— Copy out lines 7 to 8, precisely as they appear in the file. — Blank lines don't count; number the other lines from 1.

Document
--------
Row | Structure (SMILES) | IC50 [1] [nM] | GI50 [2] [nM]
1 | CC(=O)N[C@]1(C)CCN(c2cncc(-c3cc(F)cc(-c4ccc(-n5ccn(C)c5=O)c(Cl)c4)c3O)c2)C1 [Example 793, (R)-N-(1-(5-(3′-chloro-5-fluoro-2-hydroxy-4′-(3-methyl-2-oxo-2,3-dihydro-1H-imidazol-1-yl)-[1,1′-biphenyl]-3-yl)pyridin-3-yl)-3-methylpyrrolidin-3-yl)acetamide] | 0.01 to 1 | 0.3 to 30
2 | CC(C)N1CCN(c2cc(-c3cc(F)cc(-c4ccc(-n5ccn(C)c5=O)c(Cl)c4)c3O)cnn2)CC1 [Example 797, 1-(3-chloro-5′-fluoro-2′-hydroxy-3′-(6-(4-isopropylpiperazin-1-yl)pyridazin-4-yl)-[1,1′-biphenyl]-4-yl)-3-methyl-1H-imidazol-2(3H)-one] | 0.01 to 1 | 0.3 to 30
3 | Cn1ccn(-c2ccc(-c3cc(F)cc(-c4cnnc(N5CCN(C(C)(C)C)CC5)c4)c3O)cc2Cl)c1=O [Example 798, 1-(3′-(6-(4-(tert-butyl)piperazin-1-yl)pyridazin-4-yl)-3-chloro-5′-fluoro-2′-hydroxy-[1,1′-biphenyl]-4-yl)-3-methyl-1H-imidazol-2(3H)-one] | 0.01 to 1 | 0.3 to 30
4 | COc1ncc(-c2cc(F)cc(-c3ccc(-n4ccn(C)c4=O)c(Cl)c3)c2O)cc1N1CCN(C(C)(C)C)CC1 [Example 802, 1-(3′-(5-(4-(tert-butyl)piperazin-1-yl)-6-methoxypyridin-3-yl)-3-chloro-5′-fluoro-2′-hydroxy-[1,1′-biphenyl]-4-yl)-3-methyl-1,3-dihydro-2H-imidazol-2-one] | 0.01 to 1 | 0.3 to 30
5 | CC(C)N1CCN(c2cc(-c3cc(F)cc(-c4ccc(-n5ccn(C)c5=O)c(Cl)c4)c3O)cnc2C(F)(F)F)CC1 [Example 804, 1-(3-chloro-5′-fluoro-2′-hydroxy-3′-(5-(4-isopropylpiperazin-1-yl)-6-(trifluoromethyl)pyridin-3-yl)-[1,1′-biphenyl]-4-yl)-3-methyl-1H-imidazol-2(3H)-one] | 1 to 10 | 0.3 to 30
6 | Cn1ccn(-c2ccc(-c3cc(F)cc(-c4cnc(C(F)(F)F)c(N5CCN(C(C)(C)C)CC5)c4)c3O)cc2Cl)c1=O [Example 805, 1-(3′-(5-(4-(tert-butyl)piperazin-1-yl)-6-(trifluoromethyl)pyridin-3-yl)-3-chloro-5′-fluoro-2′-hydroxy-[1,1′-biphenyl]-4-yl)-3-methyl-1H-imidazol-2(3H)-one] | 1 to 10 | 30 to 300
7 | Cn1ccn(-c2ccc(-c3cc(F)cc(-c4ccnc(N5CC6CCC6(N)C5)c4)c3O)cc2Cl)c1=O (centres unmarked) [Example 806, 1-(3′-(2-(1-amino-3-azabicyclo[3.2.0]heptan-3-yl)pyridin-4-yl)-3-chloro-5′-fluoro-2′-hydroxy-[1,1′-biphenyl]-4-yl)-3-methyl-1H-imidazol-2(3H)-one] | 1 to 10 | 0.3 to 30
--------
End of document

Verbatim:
6 | Cn1ccn(-c2ccc(-c3cc(F)cc(-c4cnc(C(F)(F)F)c(N5CCN(C(C)(C)C)CC5)c4)c3O)cc2Cl)c1=O [Example 805, 1-(3′-(5-(4-(tert-butyl)piperazin-1-yl)-6-(trifluoromethyl)pyridin-3-yl)-3-chloro-5′-fluoro-2′-hydroxy-[1,1′-biphenyl]-4-yl)-3-methyl-1H-imidazol-2(3H)-one] | 1 to 10 | 30 to 300
7 | Cn1ccn(-c2ccc(-c3cc(F)cc(-c4ccnc(N5CC6CCC6(N)C5)c4)c3O)cc2Cl)c1=O (centres unmarked) [Example 806, 1-(3′-(2-(1-amino-3-azabicyclo[3.2.0]heptan-3-yl)pyridin-4-yl)-3-chloro-5′-fluoro-2′-hydroxy-[1,1′-biphenyl]-4-yl)-3-methyl-1H-imidazol-2(3H)-one] | 1 to 10 | 0.3 to 30